Secondly, Karmayoga itself becomes powerful only when you know that in the hierarchy of forces of Knowledge, Action, and Devotion…because there are only three forces in the world. If you analyse the psychology of a human being, you find there are only three tendencies in human being: cognitive, conative, affective. If you read any book on psychology, you will find that psychology all over the world agree that human tendencies are three fold: cognitive, conative, affective. ‘Cognitive’ is the tendency to know; ‘conative’ is the tendency to act; ‘affective’ is the tendency to feel. In the totality of the whole psychology of human being these are the only three powers. In these three powers there is a relationship. What is the relationship? Cognition is always superior to affection and conation. Conation is always inferior to cognition. Affection is both the crown of cognition and conation and also the inspiring force of the highest knowledge and the highest action.
This is a very important statement, so let us dwell upon it, because the entire relationship of Jnana yoga, Karmayoga and Bhaktiyoga, the synthesis of which is the whole teaching of the Bhagavad Gita rest upon this interrelationship between these three tendencies.
We must know that the aim of the Bhagavad Gita is to resolve the problem of life: the problem that Arjuna raises is an incidental question, because Arjuna is a symbolic of the problems that life confronts with everybody in the world. You might say it is a typical example of every human being: at a certain time the problem of life confronts you, in the way it confronted Arjuna. Therefore, the answer to the question that Arjuna raises, cannot be answered, cannot be given on a very whimsical ground, which is something incidental, or casual. It has to be answered on some very fundamental truth. The most serious problem of life can be resolved only when you know the fundamental truth of life. The answer that could ultimately satisfy Arjuna could be a Yogic answer.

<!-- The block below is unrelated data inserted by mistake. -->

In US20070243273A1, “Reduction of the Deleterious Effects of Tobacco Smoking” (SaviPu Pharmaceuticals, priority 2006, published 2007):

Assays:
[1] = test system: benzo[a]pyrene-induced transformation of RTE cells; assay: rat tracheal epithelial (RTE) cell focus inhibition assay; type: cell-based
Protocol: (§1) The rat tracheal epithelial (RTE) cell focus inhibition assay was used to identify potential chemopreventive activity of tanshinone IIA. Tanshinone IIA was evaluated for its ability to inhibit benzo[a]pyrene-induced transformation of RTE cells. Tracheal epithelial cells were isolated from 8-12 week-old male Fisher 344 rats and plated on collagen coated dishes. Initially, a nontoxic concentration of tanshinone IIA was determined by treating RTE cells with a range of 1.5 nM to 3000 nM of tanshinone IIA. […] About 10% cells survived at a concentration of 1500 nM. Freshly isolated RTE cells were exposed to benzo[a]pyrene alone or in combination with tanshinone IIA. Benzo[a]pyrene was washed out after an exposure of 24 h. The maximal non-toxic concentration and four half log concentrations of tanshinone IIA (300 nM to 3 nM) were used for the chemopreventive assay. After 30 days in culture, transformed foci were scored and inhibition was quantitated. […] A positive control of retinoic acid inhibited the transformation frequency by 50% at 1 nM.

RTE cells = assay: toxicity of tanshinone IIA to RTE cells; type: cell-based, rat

This word ‘Yogic answer’ again has to be defined: what is Yogic answer? There are many kinds of answers: there are pragmatic answers, practical answers; there are theoretical answers; there are intellectual answers; there are answers, which are temporary; there are answers, which create further questions; there are final answers, full answers, durable answers. The full answers, durable answers, final answers are what may called ‘Yogic answers’. In the ultimate analysis, at the bottom of everything, if you really want to resolve any problem, Sri Krishna says, “You go to the most fundamental things, try to get highest possible knowledge, survey the whole realm of knowledge, and then ask your question in the context of the realm of knowledge, total realm of knowledge, and then derive the answer out of it; it will be the truest answer, final answer, lasting answer.”
The question that Arjuna had put was such a question, that neither pragmatic answer, nor theoretical answer, nor intellectual answer, nor philosophical answer, nor any temporary answer would have satisfied him. That is why Sri Krishna is obliged to give him an answer, which is a ‘yogic answer’, and He says that, “Your question is such, that it can be answered only if you go the most depth of everything”.